In addition to the flagellar abnormality, Slc22a14−/− sperm showed impaired capacitation. Capacitation is triggered by an influx of bicarbonate ions32 which directly activate soluble adenylate cyclase33. The intracellular cAMP concentration is then increased, protein kinase A is activated, and a series of reactions including activation of protein tyrosine kinase occurs downstream of protein kinase A19,34. A possible explanation for impaired capacitation in Slc22a14−/− sperm is a change of membrane potential. Slc22a14 belongs to the organic anion/cation transporter family and some members of the SLC family act as symporters/antiporters of sodium ions. Thus, the lack of Slc22a14 could affect membrane potential and thereby inhibit the transport of bicarbonate ions. Otherwise, disorganisation of the annulus structure could affect localisation/function of bicarbonate transporters. In sperm, several bicarbonate transporters are expressed with specific intracellular localisation, and in flagellum, two bicarbonate transporters, Slc26a3 and Slc26a6, are expressed and localised to the mid-piece but not to the principal piece35. Since the annulus also functions as a membrane diffusion barrier that compartmentalises membrane proteins to specific cellular domains36,37, disorganisation of the annulus may affect the localisation and function of those transporters. Similarly, the localisation and function of Slc26a8 could be disturbed in Slc22a14−/− sperm. Slc26a8 is a testis-specific anion transporter which is co-localised to the annulus. Since Slc26a8 is essential for capacitation38, impaired capacitation in Slc22a14−/− sperm may reflect dysfunction of Slc26a8. Regarding this, intriguingly, the phenotype of Slc22a14−/− mice is well concordant with that of Slc26a8−/− mice. Namely, Slc26a8-deficient sperm shows reduced motility and abnormal flagellar angulation with a disorganised annulus, whereas the overall sperm differentiation process is normal38. Thus, a functional interaction may exist between Slc22a14 and Slc26a8. Aside from such a possibility, however, further studies are necessary to elucidate the mechanism through which loss of Slc22a14 impairs capacitation.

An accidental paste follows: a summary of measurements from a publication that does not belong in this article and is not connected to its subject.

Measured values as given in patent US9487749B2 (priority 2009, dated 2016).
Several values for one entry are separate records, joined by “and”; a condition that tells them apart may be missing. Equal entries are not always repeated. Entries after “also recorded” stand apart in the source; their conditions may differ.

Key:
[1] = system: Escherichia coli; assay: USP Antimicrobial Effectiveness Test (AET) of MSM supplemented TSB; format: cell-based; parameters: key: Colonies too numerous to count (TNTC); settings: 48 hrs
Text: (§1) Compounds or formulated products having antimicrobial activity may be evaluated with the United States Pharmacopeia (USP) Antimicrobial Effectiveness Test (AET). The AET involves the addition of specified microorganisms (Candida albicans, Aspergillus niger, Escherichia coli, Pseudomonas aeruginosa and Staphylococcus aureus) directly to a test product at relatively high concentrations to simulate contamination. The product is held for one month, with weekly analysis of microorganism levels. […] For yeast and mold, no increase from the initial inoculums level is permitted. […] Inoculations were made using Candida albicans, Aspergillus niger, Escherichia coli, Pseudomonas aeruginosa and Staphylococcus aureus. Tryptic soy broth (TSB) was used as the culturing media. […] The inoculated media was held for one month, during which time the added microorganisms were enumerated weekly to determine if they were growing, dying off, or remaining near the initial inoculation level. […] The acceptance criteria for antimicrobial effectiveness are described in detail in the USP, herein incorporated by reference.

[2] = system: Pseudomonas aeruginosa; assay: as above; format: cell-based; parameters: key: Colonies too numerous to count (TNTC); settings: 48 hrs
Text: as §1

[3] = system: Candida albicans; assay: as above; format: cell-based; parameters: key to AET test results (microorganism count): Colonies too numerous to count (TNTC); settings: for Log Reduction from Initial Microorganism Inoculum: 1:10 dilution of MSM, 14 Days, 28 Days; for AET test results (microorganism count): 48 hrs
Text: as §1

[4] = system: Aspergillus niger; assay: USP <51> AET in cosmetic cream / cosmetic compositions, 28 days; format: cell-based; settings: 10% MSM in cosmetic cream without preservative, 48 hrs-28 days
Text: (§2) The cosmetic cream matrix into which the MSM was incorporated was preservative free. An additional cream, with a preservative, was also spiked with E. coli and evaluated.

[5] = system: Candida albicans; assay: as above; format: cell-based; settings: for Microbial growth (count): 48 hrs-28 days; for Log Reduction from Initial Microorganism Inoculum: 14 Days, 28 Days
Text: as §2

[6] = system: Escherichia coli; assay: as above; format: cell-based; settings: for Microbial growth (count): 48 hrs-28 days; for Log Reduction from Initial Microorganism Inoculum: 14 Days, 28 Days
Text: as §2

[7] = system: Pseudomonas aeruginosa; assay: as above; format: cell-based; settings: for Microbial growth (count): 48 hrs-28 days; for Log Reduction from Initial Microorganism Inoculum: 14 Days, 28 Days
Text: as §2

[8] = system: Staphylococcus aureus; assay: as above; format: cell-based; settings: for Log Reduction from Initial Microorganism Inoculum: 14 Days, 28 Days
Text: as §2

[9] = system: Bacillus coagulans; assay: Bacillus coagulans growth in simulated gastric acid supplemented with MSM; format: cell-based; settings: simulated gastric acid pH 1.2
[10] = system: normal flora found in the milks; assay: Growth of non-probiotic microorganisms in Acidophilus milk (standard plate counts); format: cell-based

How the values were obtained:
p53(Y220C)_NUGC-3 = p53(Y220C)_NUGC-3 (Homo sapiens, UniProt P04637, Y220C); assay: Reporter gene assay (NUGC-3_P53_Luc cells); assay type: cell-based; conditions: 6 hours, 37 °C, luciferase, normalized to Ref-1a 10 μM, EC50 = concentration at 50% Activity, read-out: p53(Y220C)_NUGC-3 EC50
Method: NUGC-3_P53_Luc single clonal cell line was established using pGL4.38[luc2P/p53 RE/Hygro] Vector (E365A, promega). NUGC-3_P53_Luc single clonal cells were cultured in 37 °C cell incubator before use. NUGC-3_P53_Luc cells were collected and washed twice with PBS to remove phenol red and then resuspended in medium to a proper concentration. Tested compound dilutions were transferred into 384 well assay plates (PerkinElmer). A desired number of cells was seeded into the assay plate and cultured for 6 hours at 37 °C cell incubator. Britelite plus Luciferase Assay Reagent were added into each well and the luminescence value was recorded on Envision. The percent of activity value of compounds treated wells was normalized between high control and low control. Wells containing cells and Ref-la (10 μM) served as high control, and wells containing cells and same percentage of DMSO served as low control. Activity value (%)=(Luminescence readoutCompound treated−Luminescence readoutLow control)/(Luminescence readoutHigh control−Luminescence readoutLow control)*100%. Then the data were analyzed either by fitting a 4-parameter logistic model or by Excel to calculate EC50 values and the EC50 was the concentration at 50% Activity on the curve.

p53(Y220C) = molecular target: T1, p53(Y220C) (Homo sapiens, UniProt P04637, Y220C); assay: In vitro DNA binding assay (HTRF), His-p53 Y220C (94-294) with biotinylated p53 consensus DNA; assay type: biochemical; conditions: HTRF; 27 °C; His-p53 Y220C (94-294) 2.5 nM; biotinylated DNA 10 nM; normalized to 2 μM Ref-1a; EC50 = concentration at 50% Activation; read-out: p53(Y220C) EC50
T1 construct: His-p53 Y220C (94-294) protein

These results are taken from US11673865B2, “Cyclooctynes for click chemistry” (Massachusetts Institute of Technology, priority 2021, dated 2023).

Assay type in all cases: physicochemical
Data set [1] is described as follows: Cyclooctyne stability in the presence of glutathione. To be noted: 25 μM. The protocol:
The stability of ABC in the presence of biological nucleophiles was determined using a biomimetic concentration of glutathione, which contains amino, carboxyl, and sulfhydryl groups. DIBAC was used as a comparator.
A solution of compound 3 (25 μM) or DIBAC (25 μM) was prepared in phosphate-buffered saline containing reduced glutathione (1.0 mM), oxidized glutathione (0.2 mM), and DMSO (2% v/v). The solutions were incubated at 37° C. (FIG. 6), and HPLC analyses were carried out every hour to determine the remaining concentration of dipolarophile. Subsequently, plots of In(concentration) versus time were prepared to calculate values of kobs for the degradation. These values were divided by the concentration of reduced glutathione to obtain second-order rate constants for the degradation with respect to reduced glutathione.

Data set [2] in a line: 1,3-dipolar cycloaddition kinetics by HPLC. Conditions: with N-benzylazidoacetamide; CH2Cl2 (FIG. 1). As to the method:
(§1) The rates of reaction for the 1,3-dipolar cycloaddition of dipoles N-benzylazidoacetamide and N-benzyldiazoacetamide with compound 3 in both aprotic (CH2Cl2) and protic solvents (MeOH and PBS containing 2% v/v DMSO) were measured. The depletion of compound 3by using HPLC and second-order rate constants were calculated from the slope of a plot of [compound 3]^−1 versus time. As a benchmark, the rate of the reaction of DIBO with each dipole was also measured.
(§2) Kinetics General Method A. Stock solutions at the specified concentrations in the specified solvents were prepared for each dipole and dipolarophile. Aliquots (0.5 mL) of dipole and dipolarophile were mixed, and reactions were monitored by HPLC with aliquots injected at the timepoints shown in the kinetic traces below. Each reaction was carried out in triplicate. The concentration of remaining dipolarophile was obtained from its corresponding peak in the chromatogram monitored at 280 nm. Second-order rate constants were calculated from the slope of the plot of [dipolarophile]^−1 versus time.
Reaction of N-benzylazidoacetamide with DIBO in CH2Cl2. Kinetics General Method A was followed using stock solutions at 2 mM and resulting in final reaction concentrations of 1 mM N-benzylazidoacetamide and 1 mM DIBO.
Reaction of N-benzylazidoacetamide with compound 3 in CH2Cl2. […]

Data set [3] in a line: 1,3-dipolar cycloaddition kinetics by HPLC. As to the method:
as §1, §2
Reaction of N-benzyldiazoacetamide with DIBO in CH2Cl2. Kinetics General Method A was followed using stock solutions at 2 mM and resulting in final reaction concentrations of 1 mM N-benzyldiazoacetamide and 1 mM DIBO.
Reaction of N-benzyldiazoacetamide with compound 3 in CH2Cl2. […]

As described in the Introduction, Slc22a14 is a candidate gene responsible for male infertility in oligotriche (olt/olt) mutant mice. However, the reproductive phenotype apparently differed between olt/olt and Slc22a14−/− mice. Namely, spermatogenesis is impaired and mature spermatozoa are almost absent in the epididymis of olt/olt mice, whereas spermatogenesis is essentially normal and mature spermatozoa are observed in Slc22a14-deficient mice. Therefore, another gene must be responsible for male infertility in oligotriche mice. The deleted locus in the oligotriche mutant is located at 234 kb on distal chromosome 9 and contains six genes including Ctdspl, Vill, Plcd1, Dlec1, Acaa1b and Slc22a14. The Plcd139 and Acaab140 genes were shown to be dispensable for male fertility using knockout mice, leaving three genes, Ctdspl, Vill and Dlec1, as potential candidates. We are currently investigating to identify which is the causative gene in olt/olt mice.

The reduced motility and flagellar abnormalities are distinctive features observed in idiopathic asthenozoospermia and teratozoospermia in humans. These disorders are major causes of male infertility, but the genetic cause is not fully understood. Since Slc22a14 is conserved in humans and expressed predominantly in the testis, SLC22A14 may be involved in the pathogenesis of such diseases. In this regard, many single-nucleotide polymorphisms in the human SLC22A14 gene are found in the NCBI database, and in fact, a splice polymorphism which may cause the production of a truncated protein lacking a large part of SLC22A14 has been found in a Japanese population41. Whether this polymorphism is associated with male fertility is unknown, but future work should investigate the relationship between SLC22A14 polymorphism and the pathogenesis of asthenozoospermia or teratozoospermia in humans.